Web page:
2018 and everything’s gone wrong.
Two years ago, my country voted to rescind our identities as European citizens in favour of becoming British subjects. A line was drawn and we were asked to take sides, although we didn’t quite know what it meant to be on either of those sides. Later that year, a racist, misogynist bully was elected as president of the United Sates. My country’s prime minister was one of the first world leaders to visit the White House. Shortly afterwards, she met the Turkish president and prime minister, and agreed a £100 million defence deal for his country to develop fighter jets. Not long after that, I wasn’t alone in standing outside Downing Street expressing disquiet at the government’s grand welcome of the crown prince bin Salman and subsequent arms sales, while staying silent on the bombing of Yemen and, more recently, capital punishment threats to women activists.
In October 2017, the Weinstein allegations came to light. Months later, our parliament launched a (still ongoing) enquiry into its own abuses.
Then, 63 people from the Windrush generation were found to have been wrongly deported. Three million citizens in the UK were also told they’d have to reapply to stay in their homes, although not how or when or whether they’d be allowed to. They became, overnight, ‘bargaining chips.’ One in 18 people escaping poverty, war and climate breakdown died trying to cross the Mediterranean. Italy, Malta and the rest of Europe fought to see who could outdo each other in the inhumanity stakes, by refusing to let rescue ships dock.
In summer 2018, the global map turned red as climate breakdown crossed its tipping point. There were fires in the Arctic and the heat killed 44 people in Japan and 70 in Quebec. The local papers ran twee, nostalgic articles about ‘the summer of 76’ but refused to mention ‘climate’ or ‘change.’ Instead, Environment Secretary Michael Gove was photographed with a cute puppy. A week after the makers of the weed killer RoundUp were successfully sued for failing to warn of its carcinogenic properties, my local MP – Minister for the Environment – tweeted about how brilliant it was.
Everyone is furious about everything.
We are learning to live with a sense of imminent and inevitable psychological and physical carnage. The knowledge that this is the norm for most humans throughout most of history doesn’t stop me from feeling slightly indignant now it’s my turn.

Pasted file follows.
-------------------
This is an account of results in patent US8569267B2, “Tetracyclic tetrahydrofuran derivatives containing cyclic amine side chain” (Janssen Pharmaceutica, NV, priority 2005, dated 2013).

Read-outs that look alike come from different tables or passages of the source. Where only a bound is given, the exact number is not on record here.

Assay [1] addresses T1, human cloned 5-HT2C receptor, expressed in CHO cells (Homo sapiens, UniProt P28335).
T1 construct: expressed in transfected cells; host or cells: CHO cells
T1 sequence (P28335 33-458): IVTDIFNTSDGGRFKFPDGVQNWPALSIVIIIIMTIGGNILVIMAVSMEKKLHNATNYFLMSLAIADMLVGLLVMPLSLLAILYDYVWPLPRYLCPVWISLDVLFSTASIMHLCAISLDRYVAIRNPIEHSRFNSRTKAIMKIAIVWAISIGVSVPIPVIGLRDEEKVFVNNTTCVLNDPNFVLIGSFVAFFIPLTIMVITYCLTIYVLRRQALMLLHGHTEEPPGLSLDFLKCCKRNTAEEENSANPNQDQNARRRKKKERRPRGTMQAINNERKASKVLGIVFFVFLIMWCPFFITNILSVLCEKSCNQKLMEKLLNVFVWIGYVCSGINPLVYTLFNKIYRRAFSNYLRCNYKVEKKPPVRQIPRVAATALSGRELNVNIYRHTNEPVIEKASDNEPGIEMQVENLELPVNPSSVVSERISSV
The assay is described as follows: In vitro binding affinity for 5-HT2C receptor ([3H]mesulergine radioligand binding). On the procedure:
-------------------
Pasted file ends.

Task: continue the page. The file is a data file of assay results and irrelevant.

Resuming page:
Our three-week ‘Farwell to the Continent’ Grand Tour is both practical (let’s go before the queues and the new driving licences and while we’re not completely hated) and ideological (but I’ve lived and worked here… I thought I could always live and work here….). It is escapism and celebration, before ‘whatever it is that comes next’ in times of near irreconcilable division.
There is also a structure to the trip. With limited time and resources, with every moment now holding mystical expectations, it can’t just be a Lonely Planet guide to the top recommended destinations. Instead, I frame it as a tour guided by five remarkable women – a chance to properly meet, celebrate and learn from Empress Matilda (c. 1102-1167), Jeanne d’Arc (1412-1431), Sophie Scholl (1921-1943), Anna Maria van Schurman (1607-1687) and Etty Hillesum (1914-1943).
All six had things a lot worse than a (or, at least, this) British citizen teetering on the edge of Brexit. Three of them (Jeanne, Sophie and Etty) died in violent, shocking and horrific circumstances. Anna Maria and Etty were both refugees. Matilda was taken away from their families at eight years old to new lives, one in a different country, one in a walled cell. All of their lives were affected by varying degrees of misogyny.
My chosen women show how little has changed over almost 1,000 years when it comes to women and power. Despite her years of authority and experience as Empress of Germany, Matilda was still refused the English crown. I bump into Matilda a lot in Europe. She moved England to Germany, via France and got engaged in Utrecht. Her royal cortège travelled regularly along the Rhine, as will I.
They show how dogmatic and changeable is the notion of identity and the vagaries of what makes the ‘right leader at the right time.’ There was no real concept of ‘nations’ in the time of Jeanne d’Arc (I visit Compiègne, where she was arrested, and Troyes, scene of a siege she led to force the city to accept Charles VII as King of France over England’s Henry VI).
They show us, we hope, how to respond to rapidly rising fascism across Europe. The white rose, name of the student resistance group at Munich University of which Sophie Scholl was a member, was worn recently by anti-Islam far-right protesters in Chemnitz in Germany.
And they teach us how to channel intellect with spirituality. Utrecht, where Matilda and Emperor Henry got engaged, was also home to Anna Maria van Schurman, refugee, multilingual scholar, poet, painter and the first women to go to university.
Finally, Hetty Hillesum shows us what it means to learn and practice a life of ‘self-emptying’, the ultimate ambition of many religious and spiritual seekers, and the difficulties of that life, even if we are to succeed in it. In 2018, it might be that compassion is the only way left to solve the frightening turmoil approaching.
Part One: The Channel